Land and Soil at the Nexus: The need for targets embedded in the SDGs

Side Event at the Nexus Conference // Land and Soil at the Nexus: The need for targets embedded in the SDGs

Convened by UNCCD and IASS. Soil and land degradation poses a great challenge for sustainable development. The world is losing approximately 24 billion tons of fertile top soil every year because of wind or water erosion. The development of Sustainable Development Goals (SDGs) and a Post-2015 framework offers the opportunity to place soils and land on the global development agenda.

The workshop will apply a multi-stakeholder dialogue format and focus on short presentations with dynamic and open discussions.

These resources underpin key ecosystem services such as the provision of renewable energy, food and water which are entrenched in the discussions for the development of the SDGs and are expected to become standalone goals. However, interlinkages between these services pose the challenge of managing tradeoffs as well as considering implications for land use and land use changes. A Nexus framing can help minimize tradeoffs at two levels: first, we need to develop an approach to coherently integrate soil and land resources in the SDGs at the target and indicator level, in addition; we need to complement the implementation of the Nexus at the global level through integrated natural resource management at the landscape level. At the workshop, we will discuss existing concepts and initiatives to reach a joint understanding of soil and land-related aspects that need to be addressed in the SDGs in order to minimize tradeoffs and discuss a potential partnership to develop appropriate targets and indicators as input to the UN Sustainable Development Goals process.

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Stockholm World Water Week (SWWW) 2019

Stockholm World Water Week 2019

In 2019, World Water Week will explore an inclusive approach. This week’s theme: “Water and society – including all” is recognizing that not everybody is impacted in the same way by too little, too much or too dirty water. Less obvious than last year, the Nexus approach will remain at the heart of the water debate, especially through the seminar topic "Addressing migration through regional integration and water security for all", that explicitly connects water, energy and food security as the...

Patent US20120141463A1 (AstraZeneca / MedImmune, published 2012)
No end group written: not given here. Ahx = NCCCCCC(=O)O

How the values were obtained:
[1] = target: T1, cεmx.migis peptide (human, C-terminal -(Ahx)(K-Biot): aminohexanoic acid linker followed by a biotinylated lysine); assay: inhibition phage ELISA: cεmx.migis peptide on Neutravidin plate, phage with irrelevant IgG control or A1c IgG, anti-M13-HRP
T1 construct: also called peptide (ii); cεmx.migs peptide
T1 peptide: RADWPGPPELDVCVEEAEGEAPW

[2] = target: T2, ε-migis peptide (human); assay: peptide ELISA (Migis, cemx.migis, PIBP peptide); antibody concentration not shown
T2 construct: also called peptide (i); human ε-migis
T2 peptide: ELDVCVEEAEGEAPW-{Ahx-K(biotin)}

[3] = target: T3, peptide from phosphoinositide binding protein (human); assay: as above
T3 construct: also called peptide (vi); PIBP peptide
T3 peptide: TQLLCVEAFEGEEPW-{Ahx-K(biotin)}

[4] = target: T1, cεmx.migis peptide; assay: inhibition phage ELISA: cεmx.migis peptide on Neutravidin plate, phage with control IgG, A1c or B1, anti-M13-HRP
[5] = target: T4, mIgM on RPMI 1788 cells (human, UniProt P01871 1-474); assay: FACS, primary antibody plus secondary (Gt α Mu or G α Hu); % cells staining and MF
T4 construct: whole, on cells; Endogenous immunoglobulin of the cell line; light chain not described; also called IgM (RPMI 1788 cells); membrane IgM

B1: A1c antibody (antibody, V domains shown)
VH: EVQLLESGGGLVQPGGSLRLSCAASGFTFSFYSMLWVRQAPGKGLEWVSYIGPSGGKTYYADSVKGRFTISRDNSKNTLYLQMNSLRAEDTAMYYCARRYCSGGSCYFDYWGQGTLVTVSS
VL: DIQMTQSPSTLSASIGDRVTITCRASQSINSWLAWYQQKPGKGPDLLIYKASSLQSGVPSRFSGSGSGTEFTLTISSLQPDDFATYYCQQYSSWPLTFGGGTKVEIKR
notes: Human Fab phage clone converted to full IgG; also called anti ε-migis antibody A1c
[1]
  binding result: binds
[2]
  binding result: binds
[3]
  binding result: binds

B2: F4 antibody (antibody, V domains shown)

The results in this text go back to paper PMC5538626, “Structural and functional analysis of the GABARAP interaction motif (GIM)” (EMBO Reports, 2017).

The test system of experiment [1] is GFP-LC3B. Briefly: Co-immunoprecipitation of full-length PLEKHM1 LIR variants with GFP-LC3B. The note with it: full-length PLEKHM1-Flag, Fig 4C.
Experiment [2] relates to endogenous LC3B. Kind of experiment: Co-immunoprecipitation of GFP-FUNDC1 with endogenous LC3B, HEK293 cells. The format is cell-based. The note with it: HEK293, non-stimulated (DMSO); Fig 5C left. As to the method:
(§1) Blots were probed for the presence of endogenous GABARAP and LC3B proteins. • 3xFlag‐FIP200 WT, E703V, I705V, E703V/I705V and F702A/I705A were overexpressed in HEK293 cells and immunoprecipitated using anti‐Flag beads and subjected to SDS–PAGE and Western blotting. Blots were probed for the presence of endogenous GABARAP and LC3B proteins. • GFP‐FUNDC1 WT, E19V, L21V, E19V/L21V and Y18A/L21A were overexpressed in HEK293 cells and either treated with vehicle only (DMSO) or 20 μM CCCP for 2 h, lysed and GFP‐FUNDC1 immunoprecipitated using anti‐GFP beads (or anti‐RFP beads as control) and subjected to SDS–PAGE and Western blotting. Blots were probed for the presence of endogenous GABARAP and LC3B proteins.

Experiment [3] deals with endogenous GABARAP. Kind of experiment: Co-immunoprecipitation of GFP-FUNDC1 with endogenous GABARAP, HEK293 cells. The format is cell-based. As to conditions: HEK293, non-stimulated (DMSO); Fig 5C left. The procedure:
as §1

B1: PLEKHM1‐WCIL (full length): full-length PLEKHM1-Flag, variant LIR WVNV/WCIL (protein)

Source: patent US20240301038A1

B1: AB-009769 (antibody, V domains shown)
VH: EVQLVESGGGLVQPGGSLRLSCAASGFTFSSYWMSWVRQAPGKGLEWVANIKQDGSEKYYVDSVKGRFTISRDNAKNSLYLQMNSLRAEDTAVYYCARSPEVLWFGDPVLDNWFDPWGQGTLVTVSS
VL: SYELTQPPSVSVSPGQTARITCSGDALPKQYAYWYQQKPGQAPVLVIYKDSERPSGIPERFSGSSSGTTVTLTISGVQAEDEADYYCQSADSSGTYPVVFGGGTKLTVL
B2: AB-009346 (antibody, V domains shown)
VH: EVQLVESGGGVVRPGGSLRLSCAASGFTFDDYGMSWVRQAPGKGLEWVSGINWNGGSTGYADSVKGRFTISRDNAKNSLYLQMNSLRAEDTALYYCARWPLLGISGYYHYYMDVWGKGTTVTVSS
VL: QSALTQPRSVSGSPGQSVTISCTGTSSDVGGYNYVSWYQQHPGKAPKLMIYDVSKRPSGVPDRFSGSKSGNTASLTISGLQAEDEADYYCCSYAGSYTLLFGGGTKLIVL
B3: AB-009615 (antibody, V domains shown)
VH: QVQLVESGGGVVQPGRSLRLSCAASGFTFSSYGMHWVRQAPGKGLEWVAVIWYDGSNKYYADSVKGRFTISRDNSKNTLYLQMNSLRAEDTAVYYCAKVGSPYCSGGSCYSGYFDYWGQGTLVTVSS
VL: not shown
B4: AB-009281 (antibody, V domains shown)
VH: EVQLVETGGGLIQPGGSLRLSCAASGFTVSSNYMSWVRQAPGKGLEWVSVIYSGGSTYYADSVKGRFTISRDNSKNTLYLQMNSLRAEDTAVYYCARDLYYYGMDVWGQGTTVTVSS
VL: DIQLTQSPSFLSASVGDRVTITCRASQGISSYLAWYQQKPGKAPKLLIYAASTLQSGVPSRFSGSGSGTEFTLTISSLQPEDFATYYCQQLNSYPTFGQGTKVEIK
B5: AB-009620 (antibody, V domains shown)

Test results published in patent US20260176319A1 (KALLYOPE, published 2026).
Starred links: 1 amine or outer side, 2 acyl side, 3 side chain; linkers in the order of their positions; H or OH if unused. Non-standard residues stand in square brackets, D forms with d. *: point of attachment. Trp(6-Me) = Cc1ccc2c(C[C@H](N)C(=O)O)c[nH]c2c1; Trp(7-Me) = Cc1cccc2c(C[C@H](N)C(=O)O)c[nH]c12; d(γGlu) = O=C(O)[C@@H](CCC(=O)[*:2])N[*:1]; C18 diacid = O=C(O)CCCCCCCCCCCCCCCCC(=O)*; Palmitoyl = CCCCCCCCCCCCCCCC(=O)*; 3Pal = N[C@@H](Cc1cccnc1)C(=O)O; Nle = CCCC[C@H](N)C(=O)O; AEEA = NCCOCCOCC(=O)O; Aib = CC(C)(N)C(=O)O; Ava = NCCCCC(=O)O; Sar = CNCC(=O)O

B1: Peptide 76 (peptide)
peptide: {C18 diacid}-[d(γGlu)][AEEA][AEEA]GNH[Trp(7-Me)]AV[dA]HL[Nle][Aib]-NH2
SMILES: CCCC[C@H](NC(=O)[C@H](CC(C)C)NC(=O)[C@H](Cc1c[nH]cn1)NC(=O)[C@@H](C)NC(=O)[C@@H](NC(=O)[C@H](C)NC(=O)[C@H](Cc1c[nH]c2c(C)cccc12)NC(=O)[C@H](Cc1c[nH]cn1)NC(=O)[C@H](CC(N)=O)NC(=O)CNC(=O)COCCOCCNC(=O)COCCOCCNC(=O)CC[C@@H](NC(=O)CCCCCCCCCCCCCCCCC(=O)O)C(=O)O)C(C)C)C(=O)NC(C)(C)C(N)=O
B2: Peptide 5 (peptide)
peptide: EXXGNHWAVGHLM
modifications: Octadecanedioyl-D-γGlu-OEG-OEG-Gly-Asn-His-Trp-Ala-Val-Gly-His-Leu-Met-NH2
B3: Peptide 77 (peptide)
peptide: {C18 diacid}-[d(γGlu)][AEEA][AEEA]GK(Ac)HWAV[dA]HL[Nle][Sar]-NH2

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SWWW 2019 Seminar // Addressing Migration through Regional Integration and Water Security for All

Regional economic integration can foster transboundary water management as well as energy and food security. It also attracts investments that address infrastructure deficits, accelerates participation in global and regional value chains, and stimulates economic growth. All are important entry points for sustainable development. However, environmental and social co-benefits are typically not as well quantified as economic growth.

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Special Session at 38th IAHR World Congress // Sustainable Water Storage to Meet Water, Food, and Energy Development Goals

Storage to stabilize water availability is essential to sustain water, food and energy production, reduce hazards, and adapt to climate change. Regulation of water resources using dams and reservoirs played a major role in the socio-economic development of northern countries during the 20th century, but practices of the time often led to undesired environmental and social impacts. Thousands more dams and reservoirs are planned for construction in the next decades, mainly in Asia, Africa, and...

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